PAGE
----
Debuginfod project update: New clients and metrics

Debuginfod project update: New clients and metrics

It’s been about a year since our last update about debuginfod, an HTTP file server that serves debugging resources to debugger-like tools. Since then, we’ve been busy integrating clients across a range of developer tools and improving the server’s available metrics. This article covers the features and improvements we’ve added to debuginfod since our last update.

Note: For an introduction to debuginfod and how to use it, check out our first article introducing debuginfod and the follow-up explaining how to set up your own debuginfod services.

New debuginfod clients

Debuginfod is a part of the elfutils project. Tools that already use elfutils to find or analyze debugging resources automatically inherit debuginfod support. Tools like Systemtap, Libabigail, and dwgrep all inherit debuginfod this way. In Systemtap, for example, debuginfod offers new ways to specify which processes to probe. Previously, if you wanted to explore a running user process, you would have to provide either a process identifier (PID) or the executable path. With debuginfod, Systemtap can probe processes according to build-id, as well. So, it is possible to investigate specific versions of a binary independently from the location of the corresponding executable file.

Debuginfod includes a client library (libdebuginfod) that lets other tools easily query debuginfod servers for source files, executables, and of course, debuginfo—generally, DWARF (debugging with attributed record format) debuginfo. Since last year, a variety of developer tools have integrated debuginfod clients. As of version 2.34, Binutils includes debuginfod support for its components that use separate debuginfo (readelf and objdump). Starting in version 9.03, the Annobin project contains debuginfod support for fetching separate debuginfo files, and support for Dyninst is planned in version 10.3.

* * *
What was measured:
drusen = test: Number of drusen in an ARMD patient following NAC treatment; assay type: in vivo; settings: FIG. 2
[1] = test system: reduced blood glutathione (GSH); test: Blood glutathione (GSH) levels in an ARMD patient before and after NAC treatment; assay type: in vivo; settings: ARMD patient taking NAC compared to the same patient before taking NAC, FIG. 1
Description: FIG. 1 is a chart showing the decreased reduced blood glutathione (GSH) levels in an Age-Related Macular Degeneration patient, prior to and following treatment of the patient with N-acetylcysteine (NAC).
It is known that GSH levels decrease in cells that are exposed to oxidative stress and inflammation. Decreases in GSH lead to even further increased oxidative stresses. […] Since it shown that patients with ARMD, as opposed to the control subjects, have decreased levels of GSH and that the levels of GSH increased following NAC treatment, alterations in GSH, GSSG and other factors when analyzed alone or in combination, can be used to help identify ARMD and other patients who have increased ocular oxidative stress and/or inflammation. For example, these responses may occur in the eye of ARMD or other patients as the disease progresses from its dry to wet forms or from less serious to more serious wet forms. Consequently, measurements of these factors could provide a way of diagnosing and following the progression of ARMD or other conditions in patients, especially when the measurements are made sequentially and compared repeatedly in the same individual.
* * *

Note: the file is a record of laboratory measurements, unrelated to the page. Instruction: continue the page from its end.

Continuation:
GDB 10.1 was recently released with debuginfod support, making it easy to download any missing debuginfo or source files on-the-fly as you debug your programs, whether the files are for the executable being debugged or any shared libraries used by the executable. GDB also uses improvements to the libdebuginfod API, including programmable progress updates, as shown in the following example (note that this output is abridged for clarity):

$ gdb /usr/bin/python
Reading symbols from /usr/bin/python...
Downloading separate debug info for /usr/bin/python
(gdb) list
Downloading source file /usr/src/debug/python3-3.8.6-1.fc32.x86_64/Programs/python.c...
8 wmain (int argc, wchar_t **argv)
9 {
10 return Py_Main(argc, argv)
11 }
(gdb) break main
Breakpoint 1 at 0x1140: file /usr/src/debug/python3-3.8.6-1.fc32.x86_64/Programs/python.c, line 16.
(gdb) run
Starting program: /usr/bin/python
Downloading separate debug info for /lib64/ld-linux-x86-64.so.2...
Downloading separate debug info for /lib64/libc.so.6...
Downloading separate debug info for /lib64/libpthread.so.0...
[...]

Configuring debuginfod to supply all of these tools with debugging resources is as simple as setting an environment variable (DEBUGINFOD_URLS) with the URLs of debuginfod servers. In case you don’t want to set up your own server, we also provide servers that include debugging resources for many common Fedora, CentOS, Ubuntu, Debian, and OpenSUSE packages.  For more information, explore the elfutils debuginfod page.

New debuginfod server metrics